Misconduct in Research

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Misconduct in Research

The common belief that prevails is that any or every article that has been published within journals is deemed to be factual and accurate without any reported incidence or acknowledgement of an allegation of misconduct. However, this belief has been altered by research. Much publicity was accorded to the definition of misconduct in the 1980s, where concerns pertaining to it were enhanced by researchers and also unveiled the occurrence of finding oneself in a scenario of misconduct. Concerns relating to misconduct amongst the public were not just on scientific levels but it also exposed and highlighted the scope for misconduct to occur within universities, governments and other levels within research institutions. As an outcome has substantially augmented public awareness related to misconduct and it has facilitated the design of procedures in the form of policies that can be easily followed. This is with the view to avoid situations of misconduct, ability to identify, examine articles and reporting any instance of misconduct.

Types of Misconduct in Research

  1. Plagiarism: involves inappropriate use of ideas conceived by others, work or intellectual property which could be written or otherwise, without obtaining explicit permission for use or acknowledging the source. However, it is not restricted to inappropriately using others’ works but replicating or reusing your own ideas is also considered as plagiarism or self-plagiarism.
  1. Fabrication: would involve creation of fictitious data or information or any other aspects of a research and would comprise of fabricating participants’ consent or other documentation.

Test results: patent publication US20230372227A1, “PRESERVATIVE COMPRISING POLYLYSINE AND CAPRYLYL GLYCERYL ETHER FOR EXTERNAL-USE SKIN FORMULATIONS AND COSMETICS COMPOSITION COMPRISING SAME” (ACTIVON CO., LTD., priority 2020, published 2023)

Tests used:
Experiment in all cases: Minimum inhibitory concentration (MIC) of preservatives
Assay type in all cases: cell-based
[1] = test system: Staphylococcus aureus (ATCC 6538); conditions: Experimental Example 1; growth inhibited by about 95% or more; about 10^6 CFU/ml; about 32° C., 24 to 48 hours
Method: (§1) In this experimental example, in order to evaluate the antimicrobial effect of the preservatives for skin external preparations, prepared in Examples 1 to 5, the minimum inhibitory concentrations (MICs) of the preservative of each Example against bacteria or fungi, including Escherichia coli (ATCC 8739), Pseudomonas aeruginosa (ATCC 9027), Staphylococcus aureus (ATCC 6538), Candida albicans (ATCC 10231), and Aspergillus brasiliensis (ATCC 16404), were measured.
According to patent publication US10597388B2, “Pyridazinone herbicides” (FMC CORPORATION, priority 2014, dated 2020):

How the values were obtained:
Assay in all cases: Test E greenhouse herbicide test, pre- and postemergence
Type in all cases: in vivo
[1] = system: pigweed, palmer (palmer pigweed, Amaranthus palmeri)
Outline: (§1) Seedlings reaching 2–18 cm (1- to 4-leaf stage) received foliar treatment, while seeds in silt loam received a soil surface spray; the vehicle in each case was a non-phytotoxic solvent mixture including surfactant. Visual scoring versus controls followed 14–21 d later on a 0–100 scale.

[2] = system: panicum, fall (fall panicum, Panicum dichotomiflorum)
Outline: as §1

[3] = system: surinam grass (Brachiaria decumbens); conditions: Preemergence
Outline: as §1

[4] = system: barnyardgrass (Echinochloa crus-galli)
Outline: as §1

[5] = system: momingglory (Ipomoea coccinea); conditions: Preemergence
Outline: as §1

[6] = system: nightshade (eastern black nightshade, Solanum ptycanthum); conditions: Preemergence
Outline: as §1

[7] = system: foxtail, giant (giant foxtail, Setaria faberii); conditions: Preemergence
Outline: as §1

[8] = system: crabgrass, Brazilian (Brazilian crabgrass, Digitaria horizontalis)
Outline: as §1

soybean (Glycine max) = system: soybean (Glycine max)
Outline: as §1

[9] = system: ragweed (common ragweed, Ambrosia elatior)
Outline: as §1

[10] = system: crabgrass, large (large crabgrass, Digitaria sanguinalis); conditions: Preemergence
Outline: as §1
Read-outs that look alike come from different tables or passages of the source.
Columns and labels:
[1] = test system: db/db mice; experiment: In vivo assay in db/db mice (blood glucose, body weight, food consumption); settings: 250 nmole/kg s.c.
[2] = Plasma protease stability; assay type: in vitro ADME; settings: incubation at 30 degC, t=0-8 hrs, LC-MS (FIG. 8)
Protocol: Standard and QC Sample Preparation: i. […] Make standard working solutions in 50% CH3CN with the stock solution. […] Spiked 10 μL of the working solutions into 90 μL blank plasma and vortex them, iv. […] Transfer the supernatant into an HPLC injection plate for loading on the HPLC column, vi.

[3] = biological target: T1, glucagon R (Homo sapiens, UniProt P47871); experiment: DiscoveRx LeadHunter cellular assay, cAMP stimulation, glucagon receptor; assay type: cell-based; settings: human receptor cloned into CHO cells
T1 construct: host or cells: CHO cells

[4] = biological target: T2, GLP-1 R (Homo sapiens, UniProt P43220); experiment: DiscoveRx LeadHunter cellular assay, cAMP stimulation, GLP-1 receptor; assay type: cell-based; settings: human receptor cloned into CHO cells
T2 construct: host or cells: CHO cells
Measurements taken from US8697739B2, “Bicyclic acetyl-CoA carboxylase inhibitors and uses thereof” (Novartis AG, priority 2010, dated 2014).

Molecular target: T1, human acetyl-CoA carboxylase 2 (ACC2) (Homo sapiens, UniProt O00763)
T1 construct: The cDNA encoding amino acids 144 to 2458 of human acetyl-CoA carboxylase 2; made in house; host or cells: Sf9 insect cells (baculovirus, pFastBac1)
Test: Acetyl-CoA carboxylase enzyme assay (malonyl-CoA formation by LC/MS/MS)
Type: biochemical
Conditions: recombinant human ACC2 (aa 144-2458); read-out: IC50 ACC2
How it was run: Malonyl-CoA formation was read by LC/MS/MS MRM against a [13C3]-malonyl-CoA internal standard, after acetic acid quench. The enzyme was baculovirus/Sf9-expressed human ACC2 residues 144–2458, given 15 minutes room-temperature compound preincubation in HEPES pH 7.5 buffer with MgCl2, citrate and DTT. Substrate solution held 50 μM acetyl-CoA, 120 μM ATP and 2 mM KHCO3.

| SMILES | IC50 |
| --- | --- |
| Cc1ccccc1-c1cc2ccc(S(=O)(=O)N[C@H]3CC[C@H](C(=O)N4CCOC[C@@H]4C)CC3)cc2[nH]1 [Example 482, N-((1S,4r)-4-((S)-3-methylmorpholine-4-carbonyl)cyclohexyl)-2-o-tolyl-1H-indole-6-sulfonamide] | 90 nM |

1. Falsification: Would comprise or inappropriately selecting or manipulating data, content or images.
  1. Misrepresentation: this would include;
  • Misrepresenting data by concealing actual pertinent findings, or presenting a skewed interpretation of data either knowingly or by negligence.
  • Duplicating a publication without any intimation which includes, submitting duplicate manuscripts to be published in journals.
  • Misrepresenting individual interest and failing to announce any material interests either or the part of the people or organization funding the research or the researcher themselves.
  • Misrepresenting experience or qualification where the researcher falsely claims to have a specific qualification or having experience of working in a particular domain.
  • Misrepresentation in terms of involvement where the researcher inappropriately claims authorship to other works or seeking acknowledgement to works they have not made any contribution to or denying authorship to any author when they have made substantial contribution in writing the research paper
  1. Breach of duty of care would comprise of either purposefully or by negligence:
  • Improperly revealing details or information of an individual or group of people who have participated in research without prior consent or breaching any other confidentiality.
  • Exposing any individual or groups involved in research to threat or risk either as participants or subjects before prior intimation of any risk or threat involved.

 

  • Ignoring safety norms in case the research involves inherent risks or threats.
  • Ignoring any legal and valid ethical concerns or care obligations for human, or animal subjects, tissue or human organs that have been utilized for the research or safeguarding environmental regulations.
  • Improper conduct while peer reviewing research proposals, results or entire research papers. This would also include failure to disclose any conflict of interest, content misappropriation or abusing any material received for peer reviewing process.
  1. Failure to meet professional, legal and ethical obligations: this would include failure to meet standards as laid down or emphasized by pertinent professional bodies. It would also include any restrictions to research laid down by the research ethics committee or research funders.

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